Last Updated: Friday - 09/24/2010
Week of September 6, 1999
'Red bishop' dies at 90
Helder Camara devoted life to defending Brazil's poor
By Catholic News Service
Retired Archbishop Helder Pessoa Camara of Olinda and Recife, a defender of the poor and world-renowned human rights champion, died of cardiac arrest in Olinda. He was 90.
Branded the "red bishop" by the Brazilian military dictatorship he opposed, Camara was known universally to his people by the simple, familiar title, "Dom Helder."
He died Aug. 27 and was buried at his cathedral Aug. 28 following a wake attended by thousands of mourners. Brazilian President Fernando Henrique Cardoso Aug. 29 declared three days of national mourning.
At the Vatican, Pope John Paul expressed sadness at news of Camara's death and called him an "energetic pastor." The pope praised the archbishop for his role in creating the Latin American bishops' council and the Brazilian bishops' conference.
Camara was nominated four times for, but never won, the Nobel Peace Prize. He received scores of other honours and awards, however, including more than 30 honourary doctorates. At least 27 other countries have made him an honourary citizen.
At home it was a different story. His advocacy of land reform and human rights in the impoverished northeastern Brazil archdiocese he led from 1964 to 1985 earned him death threats and the lasting enmity of the military government then in power.
"When I feed the poor," he once said, "I'm called a saint. When I ask why the poor have no food, I'm called a communist."
As archbishop he lived the humble life he preached. For the past 35 years his home had been a single back room of the Church of the Frontiers in Olinda.
The room was sparsely furnished with bare necessities: a sink, a little stove, a table and a hammock hung from the ceiling, which served as his bed.
More than any other Latin American Church figure of his time, Camara symbolized the fight for human rights and the effort to get the Church involved in the political, economic and social struggles of the poor.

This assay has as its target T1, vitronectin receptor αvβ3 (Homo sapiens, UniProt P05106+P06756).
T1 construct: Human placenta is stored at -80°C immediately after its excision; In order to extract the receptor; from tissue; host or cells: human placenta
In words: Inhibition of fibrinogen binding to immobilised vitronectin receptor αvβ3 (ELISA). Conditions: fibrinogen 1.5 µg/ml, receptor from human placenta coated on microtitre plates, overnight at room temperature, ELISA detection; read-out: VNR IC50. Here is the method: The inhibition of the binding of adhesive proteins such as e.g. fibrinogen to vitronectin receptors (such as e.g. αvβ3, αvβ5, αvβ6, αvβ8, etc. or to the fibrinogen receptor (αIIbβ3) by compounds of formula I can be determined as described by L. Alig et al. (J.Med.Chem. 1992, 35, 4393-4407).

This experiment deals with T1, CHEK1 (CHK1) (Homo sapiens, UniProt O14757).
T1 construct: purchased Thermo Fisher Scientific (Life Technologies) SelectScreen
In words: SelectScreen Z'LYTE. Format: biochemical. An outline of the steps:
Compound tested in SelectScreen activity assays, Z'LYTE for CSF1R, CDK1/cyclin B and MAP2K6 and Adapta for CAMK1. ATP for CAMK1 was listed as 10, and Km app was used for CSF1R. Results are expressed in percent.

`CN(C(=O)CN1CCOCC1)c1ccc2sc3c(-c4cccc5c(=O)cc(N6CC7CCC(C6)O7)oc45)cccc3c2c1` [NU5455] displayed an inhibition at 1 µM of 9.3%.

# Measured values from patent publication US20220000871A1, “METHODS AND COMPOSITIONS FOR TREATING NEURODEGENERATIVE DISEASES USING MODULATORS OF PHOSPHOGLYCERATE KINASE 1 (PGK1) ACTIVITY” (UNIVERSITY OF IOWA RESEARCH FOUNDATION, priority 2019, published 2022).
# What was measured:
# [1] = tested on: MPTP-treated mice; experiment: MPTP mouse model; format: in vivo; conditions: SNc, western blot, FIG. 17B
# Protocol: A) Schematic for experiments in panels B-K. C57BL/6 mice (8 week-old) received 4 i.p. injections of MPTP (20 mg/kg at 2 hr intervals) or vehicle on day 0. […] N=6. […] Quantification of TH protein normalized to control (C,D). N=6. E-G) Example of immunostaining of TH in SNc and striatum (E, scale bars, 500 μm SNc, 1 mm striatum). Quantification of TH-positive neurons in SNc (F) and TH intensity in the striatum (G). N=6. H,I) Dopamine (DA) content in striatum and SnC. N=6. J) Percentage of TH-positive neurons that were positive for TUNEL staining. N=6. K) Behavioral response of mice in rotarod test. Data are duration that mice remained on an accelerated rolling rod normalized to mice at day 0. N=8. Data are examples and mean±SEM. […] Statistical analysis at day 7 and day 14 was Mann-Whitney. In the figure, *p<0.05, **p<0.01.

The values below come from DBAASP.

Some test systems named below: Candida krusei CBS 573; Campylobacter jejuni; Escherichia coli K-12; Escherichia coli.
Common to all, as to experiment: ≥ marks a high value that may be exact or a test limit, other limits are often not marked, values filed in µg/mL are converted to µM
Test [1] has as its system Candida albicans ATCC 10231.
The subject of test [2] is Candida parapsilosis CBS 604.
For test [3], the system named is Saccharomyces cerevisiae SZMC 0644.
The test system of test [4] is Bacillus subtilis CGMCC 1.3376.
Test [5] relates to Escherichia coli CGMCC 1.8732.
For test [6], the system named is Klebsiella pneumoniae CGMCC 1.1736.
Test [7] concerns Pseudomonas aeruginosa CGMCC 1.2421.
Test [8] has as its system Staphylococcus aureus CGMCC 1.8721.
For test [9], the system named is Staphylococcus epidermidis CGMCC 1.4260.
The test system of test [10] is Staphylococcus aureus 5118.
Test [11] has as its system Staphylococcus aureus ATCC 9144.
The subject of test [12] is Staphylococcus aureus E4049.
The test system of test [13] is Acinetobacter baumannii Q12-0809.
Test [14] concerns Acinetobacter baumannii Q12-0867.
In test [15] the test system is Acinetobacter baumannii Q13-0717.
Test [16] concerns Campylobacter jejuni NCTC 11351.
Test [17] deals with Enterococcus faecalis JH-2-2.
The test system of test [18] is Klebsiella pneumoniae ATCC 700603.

He advocated non-violent social change as the only permanent way to improve the lot of the poor, who he said must be allowed to participate in the economic, political and economic decisions of the country.
Born in the Brazilian port city of Fortaleza Feb. 7, 1909, Helder Pessoa Camara was ordained a priest in 1931, at the age of 22.
Stationed in Fortaleza as a young priest, he became active in the Integralists, an anti-communist Brazilian fascist party.
His transfer to Rio de Janeiro in 1936 marked the beginning of a profound personal transformation.
Working in Church charities, he encountered millions of poor people, living in miserable shacks, underfed and without medical care, and was shocked to find that any new idea or suggestion to alleviate their misery was immediately dismissed as "communist."
Made an auxiliary bishop of Rio de Janeiro in 1952, and given the personal title of archbishop three years later, he organized the Brazilian bishops' conference and for 12 years was its first general secretary, a position that put him in frequent contact with the nation's political leaders.
He was also instrumental in forming the Latin American bishops' council, which played a significant role in Church renewal throughout Latin America in the 1960s and '70s.
When he was named archbishop of Olinda and Recife in 1964, he renounced use of the archbishop's palace and took up residence in the plain back room of the church in Olinda.
At the Second Vatican Council the previous year he had urged the world's bishops to forgo fancy titles and replace the gold and silver crosses they wore with less expensive ones.
In 1964, 21 years of military rule began in Brazil.
Camara regularly angered the government with his denunciations of human rights violations by its security forces and with his arguments against the style of capitalism practised in Brazil.
He often received death threats and once, when he was out of the country, his home was riddled with machine-gun bullets.
Ironically, in the 1970s his name was possibly better known in Europe and North America than inside Brazil, because the government pressured news media never to mention him.
It was in that context that Pope John Paul, on a 12-day visit to Brazil in 1980, visited Recife and embraced Camara before a nationwide television audience.
In a speech to the UN General Assembly in 1982, the archbishop said, "The North continues to hold onto its riches, always increasing its wealth, oppressing the South by injustices perpetrated through the politics of international trade."
When he retired in 1985, he continued to work for the poor.
He launched an international campaign to renegotiate and reduce Third World debts to First World institutions.
Camara visited Canada eight times, saying he had a special place in his heart for the country because it "has a voice among the rich countries" for the sake of poor nations and world peace.
In May 1986, he made his only visit to Alberta and, in a talk in Edmonton, praised the development of food banks.
But the movement for justice must go further, he said. "Also I had a dream of a justice bank. Without justice and love, peace will always be the great illusion."